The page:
This is my latest project which is a wood lathe/bowl turner.
1. Bearing holder welded to a 10mm plate, the plate closest to the back of the lathe is larger than the front to be able to remove the face plate end bearing and shaft, pulleyed shaft and to fit the longer V-belts for changing pulley ratios, which will enable the lathe to reach a higher RPM in case I decide to turn something a bit smaller than the average size I intend to do. It's takes about 20min to change pulleys, bit of a pain to squeeze my arm down to the bottom of the headstock column and remove the bolts. The no load normal face plate RPM is 0-1160 and if I shift the motor back and align and use the smaller ratio pulleys, it reaches 0-2166 RPM. As I intend to do larger pieces for the majority of turning, I have reduced the ratio from the 1440RPM of the motor to get higher torque at slower shaft speeds. The motor is 4HP controlled by a Emheater 4Kw variable speed drive (VSD).
2. Bearing fitted to the holder.
3. Short legs I made to raise up the height of the lathe so that the center of the face plate is at a more comfortable height for turning.
4. Capped the support SHS (Square Hollow Section) ends with a piece of plate which the wheels will attach to and make the lathe movable when required. As wood turning throws a lot of shavings and dust, I will move the lathe outside so that the shed remains wood free, As I mainly turn metal and weld in the shed, that will not end well if there is sawdust and wood shavings everywhere!
5. Welded the modified Uni beams to the 4mm x 100mm SHS, the Uni beams were originally twice as high, but I plasma cut them down the middle and then switch welded the two halves together, this gave me the mass but without the height and the centre web is now about 20mm thick with 12mm tops and bottoms. I had originally intended to use those uni beams to make a large Hydraulic shop press, but after sitting in the shed for a few years I realized that I would get much more use out of a wood lathe then a big press, so they were reassigned. All up, the lathe completed should weigh about 350-400Kg.
6 and 7. The motor mount rails are made from a piece of channel cut in half to make a piece of angle steel, the tops are 10mm and the support side is 8mm, each top has 4 holes drilled and tapped with a 9/16" thread to hold the motor down in two positions along the length. The motor can be positioned to move back for high speed and forward to get slower speed and more torque.
8. Making the motor double pulley and drilling out the center with a 25mm drill. Finished the hole size with a boring bar to match the 28mm motor shaft, had to send it out to get a keyway broached as I don't have the broaching tools to do it myself. That is the only one of two things on this project that I couldn't do myself, the other being programming the VSD, had to get a sparky friend of mine to do that.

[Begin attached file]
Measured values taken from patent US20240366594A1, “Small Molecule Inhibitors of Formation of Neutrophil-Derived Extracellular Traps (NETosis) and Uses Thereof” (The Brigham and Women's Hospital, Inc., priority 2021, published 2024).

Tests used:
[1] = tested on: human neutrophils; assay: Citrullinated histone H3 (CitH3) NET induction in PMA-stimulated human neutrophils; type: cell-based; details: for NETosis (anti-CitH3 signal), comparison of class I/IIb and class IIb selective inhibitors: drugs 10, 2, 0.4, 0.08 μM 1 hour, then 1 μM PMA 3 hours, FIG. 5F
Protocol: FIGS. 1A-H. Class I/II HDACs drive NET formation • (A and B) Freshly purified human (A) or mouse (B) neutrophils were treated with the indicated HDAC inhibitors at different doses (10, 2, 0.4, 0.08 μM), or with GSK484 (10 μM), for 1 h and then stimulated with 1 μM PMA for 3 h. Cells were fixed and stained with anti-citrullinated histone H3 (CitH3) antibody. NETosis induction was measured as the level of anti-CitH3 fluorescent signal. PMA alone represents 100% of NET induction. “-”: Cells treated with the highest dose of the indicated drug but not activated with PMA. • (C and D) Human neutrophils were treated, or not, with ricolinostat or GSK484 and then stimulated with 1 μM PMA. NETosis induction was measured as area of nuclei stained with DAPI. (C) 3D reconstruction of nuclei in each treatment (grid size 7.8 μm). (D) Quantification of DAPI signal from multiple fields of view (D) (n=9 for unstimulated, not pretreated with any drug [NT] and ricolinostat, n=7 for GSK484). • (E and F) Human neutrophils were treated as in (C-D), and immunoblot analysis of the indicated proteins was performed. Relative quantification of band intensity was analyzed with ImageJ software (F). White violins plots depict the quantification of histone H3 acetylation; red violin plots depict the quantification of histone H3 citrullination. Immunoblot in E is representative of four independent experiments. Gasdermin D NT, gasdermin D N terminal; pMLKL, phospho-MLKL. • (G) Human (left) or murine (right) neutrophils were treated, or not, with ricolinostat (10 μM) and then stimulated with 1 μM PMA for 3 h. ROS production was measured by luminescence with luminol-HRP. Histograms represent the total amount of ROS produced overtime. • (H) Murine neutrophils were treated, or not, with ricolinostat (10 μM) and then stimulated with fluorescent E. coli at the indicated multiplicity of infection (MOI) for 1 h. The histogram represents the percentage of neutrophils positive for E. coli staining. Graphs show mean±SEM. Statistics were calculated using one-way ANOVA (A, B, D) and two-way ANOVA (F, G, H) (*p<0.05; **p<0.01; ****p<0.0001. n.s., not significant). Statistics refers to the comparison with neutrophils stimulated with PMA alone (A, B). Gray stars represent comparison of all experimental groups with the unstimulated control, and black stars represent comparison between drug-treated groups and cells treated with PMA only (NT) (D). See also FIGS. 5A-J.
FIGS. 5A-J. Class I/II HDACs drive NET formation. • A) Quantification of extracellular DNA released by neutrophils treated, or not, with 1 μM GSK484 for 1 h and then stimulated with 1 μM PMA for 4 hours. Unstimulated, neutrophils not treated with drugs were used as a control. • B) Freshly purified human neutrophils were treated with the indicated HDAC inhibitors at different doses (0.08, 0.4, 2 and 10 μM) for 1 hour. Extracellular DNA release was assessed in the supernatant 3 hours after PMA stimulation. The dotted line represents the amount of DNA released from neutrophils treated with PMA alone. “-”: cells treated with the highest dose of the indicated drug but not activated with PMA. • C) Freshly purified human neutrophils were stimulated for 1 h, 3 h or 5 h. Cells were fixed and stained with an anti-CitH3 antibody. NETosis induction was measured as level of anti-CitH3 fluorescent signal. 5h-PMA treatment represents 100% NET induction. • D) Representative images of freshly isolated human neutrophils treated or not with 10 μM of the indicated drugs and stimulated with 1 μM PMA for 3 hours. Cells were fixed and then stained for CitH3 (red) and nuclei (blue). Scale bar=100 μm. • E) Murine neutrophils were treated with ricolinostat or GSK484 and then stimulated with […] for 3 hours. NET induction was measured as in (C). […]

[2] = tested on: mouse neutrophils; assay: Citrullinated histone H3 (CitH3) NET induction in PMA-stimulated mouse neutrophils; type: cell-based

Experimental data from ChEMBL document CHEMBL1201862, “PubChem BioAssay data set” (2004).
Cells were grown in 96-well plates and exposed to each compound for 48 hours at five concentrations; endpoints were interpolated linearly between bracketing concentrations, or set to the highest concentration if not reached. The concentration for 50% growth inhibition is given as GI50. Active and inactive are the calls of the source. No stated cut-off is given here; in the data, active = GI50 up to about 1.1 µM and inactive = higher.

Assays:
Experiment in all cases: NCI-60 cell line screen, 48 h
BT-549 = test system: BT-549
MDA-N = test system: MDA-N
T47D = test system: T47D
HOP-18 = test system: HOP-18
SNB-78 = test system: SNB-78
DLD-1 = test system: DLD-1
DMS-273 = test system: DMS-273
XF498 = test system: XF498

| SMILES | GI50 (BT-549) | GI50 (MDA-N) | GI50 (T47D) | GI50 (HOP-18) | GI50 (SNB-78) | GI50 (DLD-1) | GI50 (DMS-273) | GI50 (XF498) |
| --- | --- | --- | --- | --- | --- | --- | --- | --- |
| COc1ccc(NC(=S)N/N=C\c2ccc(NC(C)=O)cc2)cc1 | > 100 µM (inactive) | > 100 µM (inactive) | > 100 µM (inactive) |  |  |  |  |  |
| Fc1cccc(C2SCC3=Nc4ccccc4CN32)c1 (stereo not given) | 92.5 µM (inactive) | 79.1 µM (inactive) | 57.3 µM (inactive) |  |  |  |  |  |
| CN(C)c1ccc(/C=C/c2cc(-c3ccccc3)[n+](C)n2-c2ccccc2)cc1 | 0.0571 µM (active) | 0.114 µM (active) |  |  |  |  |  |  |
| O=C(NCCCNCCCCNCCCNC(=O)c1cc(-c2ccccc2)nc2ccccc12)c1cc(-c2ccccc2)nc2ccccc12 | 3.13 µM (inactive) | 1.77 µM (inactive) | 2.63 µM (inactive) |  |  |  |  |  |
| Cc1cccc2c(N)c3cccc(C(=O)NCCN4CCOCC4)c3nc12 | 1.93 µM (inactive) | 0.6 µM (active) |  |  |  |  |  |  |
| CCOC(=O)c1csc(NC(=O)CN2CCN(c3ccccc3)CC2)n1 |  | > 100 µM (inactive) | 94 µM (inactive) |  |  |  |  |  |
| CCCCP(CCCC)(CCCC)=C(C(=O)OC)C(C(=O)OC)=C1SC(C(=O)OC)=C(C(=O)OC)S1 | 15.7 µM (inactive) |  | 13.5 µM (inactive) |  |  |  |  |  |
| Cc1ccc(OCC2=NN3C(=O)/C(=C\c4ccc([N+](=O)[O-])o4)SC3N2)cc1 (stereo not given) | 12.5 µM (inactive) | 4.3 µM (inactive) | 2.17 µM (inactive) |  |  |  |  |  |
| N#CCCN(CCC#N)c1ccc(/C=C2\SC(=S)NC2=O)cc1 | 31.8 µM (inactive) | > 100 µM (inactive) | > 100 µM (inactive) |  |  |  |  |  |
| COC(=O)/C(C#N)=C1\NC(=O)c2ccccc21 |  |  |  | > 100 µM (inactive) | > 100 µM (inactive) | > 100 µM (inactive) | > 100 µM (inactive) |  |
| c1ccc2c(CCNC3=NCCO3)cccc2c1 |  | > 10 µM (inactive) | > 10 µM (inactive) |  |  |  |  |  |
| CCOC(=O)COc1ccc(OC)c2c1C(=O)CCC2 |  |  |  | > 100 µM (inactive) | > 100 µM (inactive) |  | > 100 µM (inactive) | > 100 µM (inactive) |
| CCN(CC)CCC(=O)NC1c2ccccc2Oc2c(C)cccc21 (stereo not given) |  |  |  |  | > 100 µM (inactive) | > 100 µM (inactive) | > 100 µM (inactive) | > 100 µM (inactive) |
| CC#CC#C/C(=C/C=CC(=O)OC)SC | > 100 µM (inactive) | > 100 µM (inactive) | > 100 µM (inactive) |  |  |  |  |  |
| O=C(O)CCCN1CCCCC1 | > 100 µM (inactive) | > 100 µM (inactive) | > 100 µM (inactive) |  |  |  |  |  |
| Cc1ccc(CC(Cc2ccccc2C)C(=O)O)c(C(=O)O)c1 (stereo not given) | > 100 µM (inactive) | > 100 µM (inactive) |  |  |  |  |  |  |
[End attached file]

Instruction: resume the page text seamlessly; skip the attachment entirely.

9. Welded a piece of 10mm plate for webbing support for the front.
10. and 11. Welded the two channels (300mm x 85mm), web support and motor support rails together.
12.Assembled the spindle pieces together, the pulleys and spacers are welded to the main shaft. Fitted the face plate, (which has a 30mm x 3.5mm threaded boss welded to the stainless steel faceplate) and is screwed on to the threaded pulley shaft and locked in place with a 10mm grub screw and also a M14 socket cap bolt from the front. This will stop the face plate from unscrewing in the event I hit one of the 3 emergency stop buttons and the VFD brakes the work piece quickly. Then machined the lot to make sure that it was all true and that the bearings will fit on it.
13. Made a bracket to hold the motor, 10mm thick and cut the hole with a plasma cutter. 4 x 9/16" bolts hold the motor to it.
14. Tool rest column is a piece of 10mm thick tube which was rusty and pitted on the inside, so had to make a long boring bar out of a 400mm x 19mm stainless rod fitted it with a TPMG 434 ceramic insert to turn the insides down to 8mm, a lot of chatter but it did an acceptable job. Put in 5 slots at the top with a thin cut off disk. The round solid rod is a piece of 60mm which I turned down to 55mm to fit the tube and the ring clamp is from a turned piece of thicker steel round bar with two lugs welded to it and a 9/16" bolt though them which clamps the tube against the tool post and holds the tool post in it's position. It's held around the tube with a 30mm long weld on the top and bottom at one end, leaving the rest of it to squash the slots against the post locking it in place.
15. The sliding part of the tool post setup is a piece of 50mm machined solid square steel, it is overkill but it was the only thing suitable that I had lying around and couldn't think of any other use that I could use it for at the time. It slides within a piece of 6mm thick channel made from a cut down and reshaped piece of 75mm SHS, welded down onto to a 16mm thick X 150mm wide scrap piece of flat bar base. A 3/4" bolt holds the sliding bar in place and another locks the whole tool rest post setup down to the Uni beam frame.